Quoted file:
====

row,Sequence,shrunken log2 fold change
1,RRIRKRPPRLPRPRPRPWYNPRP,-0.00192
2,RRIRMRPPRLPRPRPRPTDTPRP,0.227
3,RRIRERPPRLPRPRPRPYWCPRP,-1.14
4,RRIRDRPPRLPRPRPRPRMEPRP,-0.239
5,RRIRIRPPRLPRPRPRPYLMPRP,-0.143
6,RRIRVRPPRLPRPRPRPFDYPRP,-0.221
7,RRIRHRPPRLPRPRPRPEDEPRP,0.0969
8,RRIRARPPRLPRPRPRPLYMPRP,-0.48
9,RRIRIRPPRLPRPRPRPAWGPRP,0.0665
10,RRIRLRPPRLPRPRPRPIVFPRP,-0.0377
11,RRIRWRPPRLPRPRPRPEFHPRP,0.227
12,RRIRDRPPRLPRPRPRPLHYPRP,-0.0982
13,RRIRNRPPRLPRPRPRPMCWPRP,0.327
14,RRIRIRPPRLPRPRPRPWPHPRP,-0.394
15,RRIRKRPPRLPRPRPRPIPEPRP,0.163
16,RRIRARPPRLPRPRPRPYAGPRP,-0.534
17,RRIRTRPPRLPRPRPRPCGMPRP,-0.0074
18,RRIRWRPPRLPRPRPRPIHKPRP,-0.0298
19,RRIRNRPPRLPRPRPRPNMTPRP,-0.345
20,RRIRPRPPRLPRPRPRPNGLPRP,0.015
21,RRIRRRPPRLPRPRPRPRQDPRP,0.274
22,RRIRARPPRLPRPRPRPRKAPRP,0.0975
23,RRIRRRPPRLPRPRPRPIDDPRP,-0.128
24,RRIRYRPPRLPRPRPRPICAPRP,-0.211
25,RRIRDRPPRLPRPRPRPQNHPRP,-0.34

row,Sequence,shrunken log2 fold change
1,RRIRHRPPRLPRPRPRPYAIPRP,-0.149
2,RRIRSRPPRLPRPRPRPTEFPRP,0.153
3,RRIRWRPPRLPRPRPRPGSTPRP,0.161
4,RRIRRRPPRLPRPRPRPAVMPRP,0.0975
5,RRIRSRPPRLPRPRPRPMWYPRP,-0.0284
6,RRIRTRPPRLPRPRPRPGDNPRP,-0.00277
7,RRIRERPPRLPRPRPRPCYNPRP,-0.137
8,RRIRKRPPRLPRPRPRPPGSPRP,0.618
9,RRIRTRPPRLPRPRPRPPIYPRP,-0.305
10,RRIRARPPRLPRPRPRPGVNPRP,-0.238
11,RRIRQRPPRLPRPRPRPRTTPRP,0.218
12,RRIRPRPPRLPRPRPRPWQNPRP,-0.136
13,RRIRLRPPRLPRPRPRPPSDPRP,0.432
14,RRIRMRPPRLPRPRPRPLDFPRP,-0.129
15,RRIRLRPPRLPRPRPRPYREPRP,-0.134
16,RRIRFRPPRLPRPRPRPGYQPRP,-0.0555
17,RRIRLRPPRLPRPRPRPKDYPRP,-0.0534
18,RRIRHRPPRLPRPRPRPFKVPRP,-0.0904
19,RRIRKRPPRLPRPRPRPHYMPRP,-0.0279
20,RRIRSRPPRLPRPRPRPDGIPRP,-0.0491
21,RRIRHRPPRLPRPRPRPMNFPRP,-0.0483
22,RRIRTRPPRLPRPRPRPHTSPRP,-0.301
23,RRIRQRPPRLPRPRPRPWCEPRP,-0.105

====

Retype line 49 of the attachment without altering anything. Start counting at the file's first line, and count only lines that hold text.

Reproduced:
22,RRIRTRPPRLPRPRPRPHTSPRP,-0.301